“Credit investments” are a broad and varied category. They span both public and private markets, investment grade and non-investment grade, and in general offer investors enhanced return potential, substantial income, and diversified exposure.

Public credit includes financing arrangements facilitated through investment banks and other financial institutions. An issuer’s creditworthiness is typically rated by one or several agencies and lending capacity is typically tied to a company’s cashflow generating ability or secured by recourse to cashflowing physical or financial assets. Financial institutions may underwrite the debt but typically broadly syndicate or distribute the debt to retail and institutional buyers. As a result of both the investment banks involvement in syndicating the transaction and the broad ownership base, there is often an active secondary market for trading public credit securities and readily observable prices are available.

Private credit, sometimes referred to as private debt, entails privately negotiated financing arrangements. The terms and conditions of the financing are privately negotiated between the lender and the borrower (“bilateral agreement”) or a small group of lenders and the borrower (“club deal”). Borrowers are typically private companies or small to medium sized public companies and like public credit, lending is done on either a cashflow or asset basis. Lastly, due to their private nature, there is no active secondary trading market, transactions are often executed without credit ratings, and there are typically no readily observable secondary prices available.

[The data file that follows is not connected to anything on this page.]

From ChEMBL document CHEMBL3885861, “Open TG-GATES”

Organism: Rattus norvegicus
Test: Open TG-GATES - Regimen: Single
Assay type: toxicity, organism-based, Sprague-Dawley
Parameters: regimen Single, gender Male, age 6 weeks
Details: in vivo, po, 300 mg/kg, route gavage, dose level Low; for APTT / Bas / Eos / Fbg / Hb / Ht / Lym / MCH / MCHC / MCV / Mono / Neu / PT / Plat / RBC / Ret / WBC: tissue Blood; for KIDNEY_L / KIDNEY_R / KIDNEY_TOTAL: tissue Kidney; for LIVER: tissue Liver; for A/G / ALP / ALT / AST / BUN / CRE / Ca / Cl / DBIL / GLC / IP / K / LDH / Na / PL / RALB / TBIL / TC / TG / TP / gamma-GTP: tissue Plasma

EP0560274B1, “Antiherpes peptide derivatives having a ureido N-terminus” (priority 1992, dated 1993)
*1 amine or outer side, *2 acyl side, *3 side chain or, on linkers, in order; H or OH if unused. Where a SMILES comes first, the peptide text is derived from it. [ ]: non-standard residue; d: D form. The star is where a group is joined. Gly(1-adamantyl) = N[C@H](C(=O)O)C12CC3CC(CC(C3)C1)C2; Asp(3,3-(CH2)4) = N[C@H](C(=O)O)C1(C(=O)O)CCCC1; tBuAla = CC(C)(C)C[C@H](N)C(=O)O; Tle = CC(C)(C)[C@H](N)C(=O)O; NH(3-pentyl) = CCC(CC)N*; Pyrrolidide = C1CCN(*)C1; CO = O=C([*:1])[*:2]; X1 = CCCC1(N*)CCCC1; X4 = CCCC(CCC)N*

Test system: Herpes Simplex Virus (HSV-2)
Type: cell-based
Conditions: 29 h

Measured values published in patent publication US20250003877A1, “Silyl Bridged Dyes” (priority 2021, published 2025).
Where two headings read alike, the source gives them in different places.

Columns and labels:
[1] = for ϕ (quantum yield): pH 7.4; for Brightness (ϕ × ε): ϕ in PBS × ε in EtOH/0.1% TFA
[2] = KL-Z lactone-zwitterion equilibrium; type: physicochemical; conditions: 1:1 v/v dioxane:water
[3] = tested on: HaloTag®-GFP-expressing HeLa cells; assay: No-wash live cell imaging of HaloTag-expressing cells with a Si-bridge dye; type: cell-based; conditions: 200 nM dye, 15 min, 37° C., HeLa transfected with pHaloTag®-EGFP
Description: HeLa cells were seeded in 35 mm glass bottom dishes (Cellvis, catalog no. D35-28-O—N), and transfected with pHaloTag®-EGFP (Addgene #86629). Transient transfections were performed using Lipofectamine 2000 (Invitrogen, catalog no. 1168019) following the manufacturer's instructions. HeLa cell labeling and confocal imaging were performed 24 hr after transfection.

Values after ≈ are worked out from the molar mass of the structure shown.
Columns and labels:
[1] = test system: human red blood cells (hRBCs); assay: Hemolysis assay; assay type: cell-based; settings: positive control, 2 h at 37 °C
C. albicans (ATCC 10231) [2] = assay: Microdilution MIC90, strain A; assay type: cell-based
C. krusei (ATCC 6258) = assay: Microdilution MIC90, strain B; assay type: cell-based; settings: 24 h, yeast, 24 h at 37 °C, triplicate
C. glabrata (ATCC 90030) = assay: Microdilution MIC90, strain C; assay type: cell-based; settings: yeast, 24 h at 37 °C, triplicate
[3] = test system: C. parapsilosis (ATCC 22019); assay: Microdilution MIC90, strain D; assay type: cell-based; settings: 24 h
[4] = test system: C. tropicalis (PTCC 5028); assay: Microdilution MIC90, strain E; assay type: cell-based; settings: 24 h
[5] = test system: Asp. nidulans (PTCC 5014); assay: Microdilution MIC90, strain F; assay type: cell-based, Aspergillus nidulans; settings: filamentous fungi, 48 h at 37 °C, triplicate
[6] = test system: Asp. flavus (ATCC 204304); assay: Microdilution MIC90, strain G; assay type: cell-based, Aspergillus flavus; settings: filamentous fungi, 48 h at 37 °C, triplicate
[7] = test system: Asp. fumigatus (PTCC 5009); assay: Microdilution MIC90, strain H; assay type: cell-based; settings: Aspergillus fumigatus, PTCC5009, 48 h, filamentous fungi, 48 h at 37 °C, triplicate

Both public and private credit include of a wide range of transaction types with some of the primary categories listed below.

Chart 2: “Credit” includes a wide range of investment strategies

Public and Private Credit Where investors should focus chart 2

For illustrative purposes only.

Why we think public credit can be a great allocation for many investor’s portfolios

Public credit is more liquid

Liquidity has value in an investor’s portfolio. It gives an investor the flexibility to dynamically change their asset mix, fund unexpected outlays, and take advantage of market dislocations that present themselves from time to time.

Dislocations in public credit can be effectively exploited to improve total returns over an economic cycle

Since public credit is more liquid than the private alternative, the asset class may exhibit short-term price volatility. This volatility provides investors the ability to exploit these market moves if the manager has been given the leeway to do so.